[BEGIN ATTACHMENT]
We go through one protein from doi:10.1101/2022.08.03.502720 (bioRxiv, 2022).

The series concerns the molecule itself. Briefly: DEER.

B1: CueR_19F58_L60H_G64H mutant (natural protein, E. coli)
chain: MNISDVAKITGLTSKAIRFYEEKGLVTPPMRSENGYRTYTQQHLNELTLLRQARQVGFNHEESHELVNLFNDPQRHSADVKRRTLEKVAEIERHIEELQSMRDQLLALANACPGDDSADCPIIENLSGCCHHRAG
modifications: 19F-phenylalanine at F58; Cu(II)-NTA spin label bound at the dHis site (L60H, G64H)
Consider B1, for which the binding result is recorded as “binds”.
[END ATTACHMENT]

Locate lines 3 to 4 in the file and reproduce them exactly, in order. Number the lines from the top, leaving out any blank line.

B1: CueR_19F58_L60H_G64H mutant (natural protein, E. coli)
chain: MNISDVAKITGLTSKAIRFYEEKGLVTPPMRSENGYRTYTQQHLNELTLLRQARQVGFNHEESHELVNLFNDPQRHSADVKRRTLEKVAEIERHIEELQSMRDQLLALANACPGDDSADCPIIENLSGCCHHRAG